Last year, one of the biggest developments in the national debate over conscience rights was the Supreme Court’s decision in Burwell v. Hobby Lobby. The Affordable Care Act (ACA) contained a mandate requiring employers to cover twenty specific types of birth control in the insurance plans they purchased for their employees.
Hobby Lobby, a national chain of craft stores, objected to four of the twenty forms of birth control on the grounds that they could cause an abortion. As a result, they filed a lawsuit claiming that the mandate violated the Religious Freedom Restoration Act (RFRA). The Supreme Court agreed with them in a 5-4 decision.
In response, a group of State Senators have introduced the Employee Reproductive Choice Act (SB 5026). The bill creates a state version of the mandate which the Supreme Court said could not be imposed by the federal government.
This bill would force every business in Washington to cover twenty specific forms of contraception in the insurance policies, including some that cause abortion.
It was sponsored by every Democrat Senator except Senators Hargrove and Sheldon. (For the past two years, Tim Sheldon has been caucusing with the Republicans).
Despite the Supreme Court’s decision, the state likely has the authority to create such a mandate. Because Washington State does not have a RFRA, and the federal RFRA does not apply to state law, the federal protections are greater than what appear to exist at the state level.
While eighteen states have adopted a state version of RFRA that extends the higher level of protection state law as well, Washington State is not one of them.
Of course, the fact that Washington State could impose such a mandate does not mean that they should.
For the past three years, the Washington State House passed an Abortion Insurance Mandate requiring every private insurance policy to cover abortion. Each year the bill died in the Senate. Proponents of that mandate claimed it was necessary to ensure that women were not denied access to abortion because her employer’s unwillingness to pay for abortion insurance. However, in three years of debate, no one testified that an abortion had ever been denied or even delayed for lack of insurance.
At least hundreds of women communicated the fact that they wanted choice in the kind of insurance they purchased.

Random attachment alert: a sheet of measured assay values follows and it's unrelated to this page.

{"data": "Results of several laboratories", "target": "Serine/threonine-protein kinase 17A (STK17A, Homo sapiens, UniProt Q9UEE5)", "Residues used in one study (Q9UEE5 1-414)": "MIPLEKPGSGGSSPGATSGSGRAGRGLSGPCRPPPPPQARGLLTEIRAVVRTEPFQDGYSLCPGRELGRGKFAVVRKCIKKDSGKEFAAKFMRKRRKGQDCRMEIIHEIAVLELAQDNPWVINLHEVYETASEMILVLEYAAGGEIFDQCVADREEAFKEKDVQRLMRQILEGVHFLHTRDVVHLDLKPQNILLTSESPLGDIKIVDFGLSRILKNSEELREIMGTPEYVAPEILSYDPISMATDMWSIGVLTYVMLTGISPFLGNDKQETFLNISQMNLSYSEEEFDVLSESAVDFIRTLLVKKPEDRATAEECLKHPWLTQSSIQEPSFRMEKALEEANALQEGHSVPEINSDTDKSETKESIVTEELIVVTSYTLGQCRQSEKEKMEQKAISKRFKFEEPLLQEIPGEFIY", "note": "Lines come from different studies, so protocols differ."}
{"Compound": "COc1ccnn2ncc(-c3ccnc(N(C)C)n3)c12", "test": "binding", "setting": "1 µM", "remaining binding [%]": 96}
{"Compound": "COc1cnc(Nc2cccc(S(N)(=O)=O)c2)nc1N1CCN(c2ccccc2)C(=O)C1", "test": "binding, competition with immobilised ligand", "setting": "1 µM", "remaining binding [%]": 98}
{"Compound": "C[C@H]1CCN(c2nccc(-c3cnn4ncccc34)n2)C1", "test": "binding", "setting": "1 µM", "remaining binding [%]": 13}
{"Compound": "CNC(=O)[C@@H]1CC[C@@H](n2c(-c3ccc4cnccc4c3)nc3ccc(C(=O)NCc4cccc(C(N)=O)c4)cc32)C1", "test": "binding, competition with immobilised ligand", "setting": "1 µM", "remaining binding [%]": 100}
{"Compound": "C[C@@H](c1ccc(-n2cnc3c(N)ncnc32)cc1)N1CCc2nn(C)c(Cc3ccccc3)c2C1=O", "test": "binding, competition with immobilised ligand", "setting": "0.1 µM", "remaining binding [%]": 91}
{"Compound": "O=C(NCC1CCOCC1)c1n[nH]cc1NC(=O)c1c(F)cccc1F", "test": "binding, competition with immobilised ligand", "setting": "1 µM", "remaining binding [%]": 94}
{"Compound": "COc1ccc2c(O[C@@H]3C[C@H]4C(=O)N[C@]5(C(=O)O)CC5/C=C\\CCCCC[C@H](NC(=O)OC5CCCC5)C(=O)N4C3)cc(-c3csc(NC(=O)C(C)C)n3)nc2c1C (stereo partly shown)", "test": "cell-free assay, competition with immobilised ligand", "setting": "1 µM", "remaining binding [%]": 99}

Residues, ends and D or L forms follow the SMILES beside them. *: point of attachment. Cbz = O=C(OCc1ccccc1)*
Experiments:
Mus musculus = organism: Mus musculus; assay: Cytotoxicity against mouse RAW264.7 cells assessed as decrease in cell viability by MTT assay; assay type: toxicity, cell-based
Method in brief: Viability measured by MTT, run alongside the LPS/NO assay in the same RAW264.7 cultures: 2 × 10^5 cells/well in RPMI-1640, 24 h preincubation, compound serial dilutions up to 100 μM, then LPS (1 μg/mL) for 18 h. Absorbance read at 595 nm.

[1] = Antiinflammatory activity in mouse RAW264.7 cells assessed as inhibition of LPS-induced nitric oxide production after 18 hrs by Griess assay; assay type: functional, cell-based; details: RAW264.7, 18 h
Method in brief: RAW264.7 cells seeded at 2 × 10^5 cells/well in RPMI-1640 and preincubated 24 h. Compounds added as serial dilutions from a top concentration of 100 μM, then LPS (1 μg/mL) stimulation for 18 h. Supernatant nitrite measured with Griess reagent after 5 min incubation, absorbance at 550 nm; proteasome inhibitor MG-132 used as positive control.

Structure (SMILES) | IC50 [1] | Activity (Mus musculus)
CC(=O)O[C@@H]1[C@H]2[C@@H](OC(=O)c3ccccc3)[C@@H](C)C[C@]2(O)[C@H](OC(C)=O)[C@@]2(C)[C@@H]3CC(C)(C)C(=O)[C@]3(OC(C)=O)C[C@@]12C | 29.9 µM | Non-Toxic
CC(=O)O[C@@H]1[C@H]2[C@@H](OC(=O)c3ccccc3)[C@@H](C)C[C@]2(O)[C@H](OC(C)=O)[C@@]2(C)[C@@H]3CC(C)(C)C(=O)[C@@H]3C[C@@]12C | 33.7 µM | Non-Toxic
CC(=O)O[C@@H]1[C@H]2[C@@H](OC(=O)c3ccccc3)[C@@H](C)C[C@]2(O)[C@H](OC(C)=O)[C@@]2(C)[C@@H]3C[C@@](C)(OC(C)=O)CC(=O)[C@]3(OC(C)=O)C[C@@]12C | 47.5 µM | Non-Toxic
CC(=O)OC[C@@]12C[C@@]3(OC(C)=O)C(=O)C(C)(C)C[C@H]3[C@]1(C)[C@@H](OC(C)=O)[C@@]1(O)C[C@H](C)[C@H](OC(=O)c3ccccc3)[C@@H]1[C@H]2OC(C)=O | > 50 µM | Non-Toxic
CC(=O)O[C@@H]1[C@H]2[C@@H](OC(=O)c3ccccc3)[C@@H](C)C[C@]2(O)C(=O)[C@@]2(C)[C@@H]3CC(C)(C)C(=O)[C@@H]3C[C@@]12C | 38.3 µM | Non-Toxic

Arguments in support of this new mandate are equally tenuous.
The bill states that employers must be forced to pay for abortion inducing drugs because, “women with reliable access to contraceptive services have forty percent higher earnings than those who lack such access, and access to contraception can significantly increase a woman’s earning power and narrow the gender pay gap.”
All this time I’ve been telling my daughters that kindness, hard work, and good choices are going to make them successful in life. Maybe there really is a pill for that.
Fortunately, the prospects for this bill in the Senate do not appear to be strong. It has been assigned to the Senate Law & Justice committee which is chaired by Senator Mike Padden, who is not thought to be supportive of the proposal. A House companion bill was introduced yesterday (HB 1502).
Regardless of these bills’ success this year, this is yet another assault on conscience rights and a reminder of the continued need for vigilance.
The left in Washington State is working hard to create a work environment in which the willingness to participate in same-sex ceremonies and pay for abortion are preconditions to being in business.
They’re effectively creating the type of theocracy they claim to despise.
In this theocracy, government is god, the gay wedding is the worship service, and abortion is the sacrament. Provided you attend services and partake of the sacrament as often as god requires, you are welcome to participate in the marketplace. If not, they’ll cast you out until you repent.
But it’s for your own good.
To share your thoughts about this or any bill, you are encouraged to call your legislators through the legislative hotline at 1-800-562-6000 or email them by clicking here.